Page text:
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Mydeposits launches sharp attack on 'no-deposit' alternatives

The head of the parent firm of mydeposits is warning tenants and landlords tempted to enter into new ‘no-deposit’ schemes to approach the idea “with their eyes wide open.”

Eddie Hooker, chief executive of Hamilton Fraser - owner of mydeposits - says the cheap option of a no-deposit scheme has obvious appeal to landlords and tenants alike. However, he warns: “Despite the initial attraction, I have been unable to find clear answers to some pertinent questions. Landlords and tenants entering into such contracts should do so with their eyes wide open.”

His comments come after the marketplace for no-deposit insurance schemes appears to have become suddenly more crowded with Dlighted, Reposit and InsureStreet joined in recent weeks by FlatFair (which Letting Agent Today reported on yesterday - here.)

Now Hooker’s mydeposits service has issued a 14-page document outlining the history of deposits and his critique of the arguments on which no-deposit alternatives are based.

Tenancy Deposit Protection was introduced as a legal requirement in 2007 following government statistics which suggested that 20 per cent of deposits were being unfairly withheld from tenants. Now, a decade later, over four million individual deposits are protected by tenancy deposit protection schemes and dispute levels have fallen to less than two per cent of all ending tenancies.

But Hooker accuses the no-deposit players of using the two per cent dispute levels as proof that they can keep their claims and premiums low. “But they are misusing the statistics” Hooker accuses.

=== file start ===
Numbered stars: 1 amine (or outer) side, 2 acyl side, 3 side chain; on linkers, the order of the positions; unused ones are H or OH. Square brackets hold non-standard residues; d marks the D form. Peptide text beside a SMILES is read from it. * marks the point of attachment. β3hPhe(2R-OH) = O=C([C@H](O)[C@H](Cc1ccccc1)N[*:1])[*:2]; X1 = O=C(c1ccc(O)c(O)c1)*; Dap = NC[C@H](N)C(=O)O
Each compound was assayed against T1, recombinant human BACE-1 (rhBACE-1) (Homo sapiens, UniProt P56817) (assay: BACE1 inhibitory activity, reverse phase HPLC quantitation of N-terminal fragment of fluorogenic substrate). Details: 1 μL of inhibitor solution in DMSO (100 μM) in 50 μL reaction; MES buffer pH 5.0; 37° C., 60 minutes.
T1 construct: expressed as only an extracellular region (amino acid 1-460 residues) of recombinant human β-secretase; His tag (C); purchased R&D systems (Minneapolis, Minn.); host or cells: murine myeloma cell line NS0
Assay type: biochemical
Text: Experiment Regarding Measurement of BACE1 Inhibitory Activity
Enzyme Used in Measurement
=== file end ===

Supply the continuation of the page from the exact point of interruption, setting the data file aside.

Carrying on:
“In fact, more than 40 per cent of deposits are returned to the tenant with an agreed deduction. That means at least 40 per cent of landlords will have to make a claim on their insurance to cover costs. Processing claims costs money and claim costs get added to the overall premium” he claims. 

“Like most insurance products, the no deposit options reserve the right to subrogate their losses from the party responsible, so does that mean the tenant will be pursued for a claim that they may or may not be responsible for? Will tenants start to receive red letters, black lists and court judgements for missing payments?” Hooker asks.

The mydeposits review also claimstenancy deposit protection has boosted transparency in the private rental sector. 

“The Prescribed Information requirements and formal dispute resolution service are set in stone by legislation and are monitored by government set timescales. In complex deposit disputes which require an understanding of the housing law and consumer and agency law, would landlords and tenants prefer an impartial adjudicator employed by a deposit scheme reviewing their case, or an insurance claims handling process?” the review asks.

“Disputes raised through deposit protection schemes are free and the process must be fair for both parties. The no-deposit insurance products remove these safeguards leaving landlords and tenants to rely on the insurer’s terms and conditions” it believes.

Hooker’s document then turns to the possibly that, in the light of the Queen’s Speech announcement of a possible cap on deposits to the equivalent of one month’s rent. 

“Following this news, I question whether the no-deposit products will be as interesting to tenants as they may have been. These products command a premium the equivalent to one weeks’ rent. This will now equate to 20 to 25 per cent of a deposit and is non-refundable, whilst also leaving a tenant liable for reimbursing the insurer for any claims they pay out. I struggle to see how this is a viable option for the hardest pressed tenants and is not just another fee they will have to pay” Hooker suggests.